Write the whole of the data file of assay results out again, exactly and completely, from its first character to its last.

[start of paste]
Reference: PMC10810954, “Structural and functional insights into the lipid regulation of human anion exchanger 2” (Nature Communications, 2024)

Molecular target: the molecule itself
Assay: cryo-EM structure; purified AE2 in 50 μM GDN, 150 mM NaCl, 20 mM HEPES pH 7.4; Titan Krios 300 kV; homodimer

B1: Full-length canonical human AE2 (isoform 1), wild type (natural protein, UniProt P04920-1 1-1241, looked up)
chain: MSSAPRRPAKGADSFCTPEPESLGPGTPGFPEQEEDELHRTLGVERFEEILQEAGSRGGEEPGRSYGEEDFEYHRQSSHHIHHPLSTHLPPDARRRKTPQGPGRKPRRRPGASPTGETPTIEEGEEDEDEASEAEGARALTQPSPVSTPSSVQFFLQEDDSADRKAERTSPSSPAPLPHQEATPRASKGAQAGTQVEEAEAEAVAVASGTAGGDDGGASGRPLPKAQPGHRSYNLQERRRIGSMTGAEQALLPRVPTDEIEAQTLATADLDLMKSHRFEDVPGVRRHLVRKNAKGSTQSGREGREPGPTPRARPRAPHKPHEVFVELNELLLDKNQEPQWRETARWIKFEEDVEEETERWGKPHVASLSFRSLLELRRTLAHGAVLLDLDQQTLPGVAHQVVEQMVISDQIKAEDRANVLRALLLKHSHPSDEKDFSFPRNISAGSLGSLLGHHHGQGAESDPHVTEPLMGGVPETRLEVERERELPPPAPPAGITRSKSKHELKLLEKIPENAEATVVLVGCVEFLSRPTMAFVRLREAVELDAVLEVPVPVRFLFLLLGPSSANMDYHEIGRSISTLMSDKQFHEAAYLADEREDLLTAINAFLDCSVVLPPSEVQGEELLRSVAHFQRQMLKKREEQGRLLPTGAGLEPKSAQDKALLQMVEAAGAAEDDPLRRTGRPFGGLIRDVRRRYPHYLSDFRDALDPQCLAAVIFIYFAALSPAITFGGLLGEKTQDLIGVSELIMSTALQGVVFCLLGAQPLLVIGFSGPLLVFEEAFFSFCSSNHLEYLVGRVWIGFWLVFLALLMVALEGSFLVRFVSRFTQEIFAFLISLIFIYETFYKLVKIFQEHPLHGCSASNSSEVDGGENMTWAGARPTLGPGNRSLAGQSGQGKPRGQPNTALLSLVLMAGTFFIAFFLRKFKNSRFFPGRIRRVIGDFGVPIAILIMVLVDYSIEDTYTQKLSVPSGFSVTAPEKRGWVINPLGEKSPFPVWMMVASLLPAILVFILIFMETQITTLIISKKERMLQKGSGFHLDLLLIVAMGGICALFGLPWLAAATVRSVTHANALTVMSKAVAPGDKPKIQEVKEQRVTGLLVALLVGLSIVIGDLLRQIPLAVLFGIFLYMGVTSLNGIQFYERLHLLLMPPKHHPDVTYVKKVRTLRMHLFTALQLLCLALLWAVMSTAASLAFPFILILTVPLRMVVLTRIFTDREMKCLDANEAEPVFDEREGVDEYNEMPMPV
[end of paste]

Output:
Reference: PMC10810954, “Structural and functional insights into the lipid regulation of human anion exchanger 2” (Nature Communications, 2024)

Molecular target: the molecule itself
Assay: cryo-EM structure; purified AE2 in 50 μM GDN, 150 mM NaCl, 20 mM HEPES pH 7.4; Titan Krios 300 kV; homodimer

B1: Full-length canonical human AE2 (isoform 1), wild type (natural protein, UniProt P04920-1 1-1241, looked up)
chain: MSSAPRRPAKGADSFCTPEPESLGPGTPGFPEQEEDELHRTLGVERFEEILQEAGSRGGEEPGRSYGEEDFEYHRQSSHHIHHPLSTHLPPDARRRKTPQGPGRKPRRRPGASPTGETPTIEEGEEDEDEASEAEGARALTQPSPVSTPSSVQFFLQEDDSADRKAERTSPSSPAPLPHQEATPRASKGAQAGTQVEEAEAEAVAVASGTAGGDDGGASGRPLPKAQPGHRSYNLQERRRIGSMTGAEQALLPRVPTDEIEAQTLATADLDLMKSHRFEDVPGVRRHLVRKNAKGSTQSGREGREPGPTPRARPRAPHKPHEVFVELNELLLDKNQEPQWRETARWIKFEEDVEEETERWGKPHVASLSFRSLLELRRTLAHGAVLLDLDQQTLPGVAHQVVEQMVISDQIKAEDRANVLRALLLKHSHPSDEKDFSFPRNISAGSLGSLLGHHHGQGAESDPHVTEPLMGGVPETRLEVERERELPPPAPPAGITRSKSKHELKLLEKIPENAEATVVLVGCVEFLSRPTMAFVRLREAVELDAVLEVPVPVRFLFLLLGPSSANMDYHEIGRSISTLMSDKQFHEAAYLADEREDLLTAINAFLDCSVVLPPSEVQGEELLRSVAHFQRQMLKKREEQGRLLPTGAGLEPKSAQDKALLQMVEAAGAAEDDPLRRTGRPFGGLIRDVRRRYPHYLSDFRDALDPQCLAAVIFIYFAALSPAITFGGLLGEKTQDLIGVSELIMSTALQGVVFCLLGAQPLLVIGFSGPLLVFEEAFFSFCSSNHLEYLVGRVWIGFWLVFLALLMVALEGSFLVRFVSRFTQEIFAFLISLIFIYETFYKLVKIFQEHPLHGCSASNSSEVDGGENMTWAGARPTLGPGNRSLAGQSGQGKPRGQPNTALLSLVLMAGTFFIAFFLRKFKNSRFFPGRIRRVIGDFGVPIAILIMVLVDYSIEDTYTQKLSVPSGFSVTAPEKRGWVINPLGEKSPFPVWMMVASLLPAILVFILIFMETQITTLIISKKERMLQKGSGFHLDLLLIVAMGGICALFGLPWLAAATVRSVTHANALTVMSKAVAPGDKPKIQEVKEQRVTGLLVALLVGLSIVIGDLLRQIPLAVLFGIFLYMGVTSLNGIQFYERLHLLLMPPKHHPDVTYVKKVRTLRMHLFTALQLLCLALLWAVMSTAASLAFPFILILTVPLRMVVLTRIFTDREMKCLDANEAEPVFDEREGVDEYNEMPMPV